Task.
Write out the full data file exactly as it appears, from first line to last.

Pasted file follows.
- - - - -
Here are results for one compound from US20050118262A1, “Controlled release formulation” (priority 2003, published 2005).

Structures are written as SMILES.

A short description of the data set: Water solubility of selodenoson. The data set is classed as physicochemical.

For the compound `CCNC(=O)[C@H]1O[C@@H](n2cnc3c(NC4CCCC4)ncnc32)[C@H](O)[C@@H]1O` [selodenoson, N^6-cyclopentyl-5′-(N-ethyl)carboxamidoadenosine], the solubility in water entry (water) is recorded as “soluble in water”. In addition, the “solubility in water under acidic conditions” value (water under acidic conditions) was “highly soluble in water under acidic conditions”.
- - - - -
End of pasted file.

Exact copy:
Here are results for one compound from US20050118262A1, “Controlled release formulation” (priority 2003, published 2005).

Structures are written as SMILES.

A short description of the data set: Water solubility of selodenoson. The data set is classed as physicochemical.

For the compound `CCNC(=O)[C@H]1O[C@@H](n2cnc3c(NC4CCCC4)ncnc32)[C@H](O)[C@@H]1O` [selodenoson, N^6-cyclopentyl-5′-(N-ethyl)carboxamidoadenosine], the solubility in water entry (water) is recorded as “soluble in water”. In addition, the “solubility in water under acidic conditions” value (water under acidic conditions) was “highly soluble in water under acidic conditions”.